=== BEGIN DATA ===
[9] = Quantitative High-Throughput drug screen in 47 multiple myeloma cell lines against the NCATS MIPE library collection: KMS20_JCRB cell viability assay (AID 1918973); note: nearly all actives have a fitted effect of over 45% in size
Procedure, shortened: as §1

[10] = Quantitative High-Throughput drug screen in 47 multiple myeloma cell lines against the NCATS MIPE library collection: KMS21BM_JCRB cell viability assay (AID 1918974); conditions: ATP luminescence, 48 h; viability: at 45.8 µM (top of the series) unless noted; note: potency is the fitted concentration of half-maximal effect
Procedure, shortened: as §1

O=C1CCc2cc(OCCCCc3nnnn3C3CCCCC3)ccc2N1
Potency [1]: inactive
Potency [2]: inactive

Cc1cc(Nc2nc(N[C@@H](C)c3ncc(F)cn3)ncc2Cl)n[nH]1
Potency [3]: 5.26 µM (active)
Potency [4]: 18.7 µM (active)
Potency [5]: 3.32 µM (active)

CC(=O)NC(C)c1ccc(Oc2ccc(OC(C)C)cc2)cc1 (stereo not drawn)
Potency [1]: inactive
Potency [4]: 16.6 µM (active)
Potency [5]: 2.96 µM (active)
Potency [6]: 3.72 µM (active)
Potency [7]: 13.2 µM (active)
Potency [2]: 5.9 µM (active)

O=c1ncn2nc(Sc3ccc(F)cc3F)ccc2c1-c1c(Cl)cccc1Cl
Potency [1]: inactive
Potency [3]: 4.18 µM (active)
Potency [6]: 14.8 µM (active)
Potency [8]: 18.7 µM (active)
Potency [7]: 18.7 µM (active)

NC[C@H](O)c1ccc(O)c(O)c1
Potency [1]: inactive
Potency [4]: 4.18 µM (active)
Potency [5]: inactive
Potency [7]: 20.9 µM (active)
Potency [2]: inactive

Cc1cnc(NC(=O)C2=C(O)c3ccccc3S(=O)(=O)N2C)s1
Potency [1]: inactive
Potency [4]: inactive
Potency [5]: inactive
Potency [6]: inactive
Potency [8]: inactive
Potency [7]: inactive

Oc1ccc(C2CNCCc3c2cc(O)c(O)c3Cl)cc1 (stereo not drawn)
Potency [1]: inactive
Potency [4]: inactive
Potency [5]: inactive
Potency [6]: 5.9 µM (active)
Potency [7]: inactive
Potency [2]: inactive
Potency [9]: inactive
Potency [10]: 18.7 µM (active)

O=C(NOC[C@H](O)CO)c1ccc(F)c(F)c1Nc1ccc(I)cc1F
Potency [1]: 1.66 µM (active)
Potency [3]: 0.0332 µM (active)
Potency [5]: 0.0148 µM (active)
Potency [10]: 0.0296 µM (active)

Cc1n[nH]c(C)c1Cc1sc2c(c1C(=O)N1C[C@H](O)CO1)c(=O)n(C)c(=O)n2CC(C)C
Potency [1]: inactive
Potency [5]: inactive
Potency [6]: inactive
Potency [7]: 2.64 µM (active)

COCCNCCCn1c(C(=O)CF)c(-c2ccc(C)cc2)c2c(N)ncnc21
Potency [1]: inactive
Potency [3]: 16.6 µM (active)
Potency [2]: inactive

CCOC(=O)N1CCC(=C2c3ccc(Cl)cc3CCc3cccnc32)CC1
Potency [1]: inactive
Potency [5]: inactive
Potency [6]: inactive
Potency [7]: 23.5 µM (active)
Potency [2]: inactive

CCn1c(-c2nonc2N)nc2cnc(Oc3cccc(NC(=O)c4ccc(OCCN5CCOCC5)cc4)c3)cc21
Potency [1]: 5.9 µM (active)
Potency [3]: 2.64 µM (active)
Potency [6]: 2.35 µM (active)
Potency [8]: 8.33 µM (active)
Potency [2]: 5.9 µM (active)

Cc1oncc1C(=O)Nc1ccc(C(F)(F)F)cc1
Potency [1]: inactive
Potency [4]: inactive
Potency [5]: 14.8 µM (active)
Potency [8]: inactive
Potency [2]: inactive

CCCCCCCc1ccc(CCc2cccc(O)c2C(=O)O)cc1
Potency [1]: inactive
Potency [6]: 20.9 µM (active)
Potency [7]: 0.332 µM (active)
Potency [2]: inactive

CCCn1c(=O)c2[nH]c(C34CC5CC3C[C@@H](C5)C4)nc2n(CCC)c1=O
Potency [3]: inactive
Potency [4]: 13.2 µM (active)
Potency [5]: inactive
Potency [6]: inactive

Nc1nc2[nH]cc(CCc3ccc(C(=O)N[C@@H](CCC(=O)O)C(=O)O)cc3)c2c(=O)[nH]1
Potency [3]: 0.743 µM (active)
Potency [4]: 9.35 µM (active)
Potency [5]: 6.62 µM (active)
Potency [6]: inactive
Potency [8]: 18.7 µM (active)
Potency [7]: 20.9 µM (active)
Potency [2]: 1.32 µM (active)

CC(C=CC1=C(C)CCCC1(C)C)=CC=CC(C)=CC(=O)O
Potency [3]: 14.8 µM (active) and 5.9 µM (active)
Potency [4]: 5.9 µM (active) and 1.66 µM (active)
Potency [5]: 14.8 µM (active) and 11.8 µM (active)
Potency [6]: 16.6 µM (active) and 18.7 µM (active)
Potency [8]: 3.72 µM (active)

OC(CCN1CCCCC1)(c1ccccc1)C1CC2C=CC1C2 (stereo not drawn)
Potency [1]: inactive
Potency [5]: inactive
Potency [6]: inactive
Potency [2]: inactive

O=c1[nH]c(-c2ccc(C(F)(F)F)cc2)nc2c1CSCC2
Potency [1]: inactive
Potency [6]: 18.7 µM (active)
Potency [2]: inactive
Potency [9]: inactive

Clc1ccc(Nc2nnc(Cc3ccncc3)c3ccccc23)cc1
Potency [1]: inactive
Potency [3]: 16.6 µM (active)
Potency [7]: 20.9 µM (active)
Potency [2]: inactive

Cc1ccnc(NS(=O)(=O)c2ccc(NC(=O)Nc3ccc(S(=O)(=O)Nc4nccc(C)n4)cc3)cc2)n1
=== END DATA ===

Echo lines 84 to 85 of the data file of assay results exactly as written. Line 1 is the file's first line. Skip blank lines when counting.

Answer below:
CCCn1c(=O)c2[nH]c(C34CC5CC3C[C@@H](C5)C4)nc2n(CCC)c1=O
Potency [3]: inactive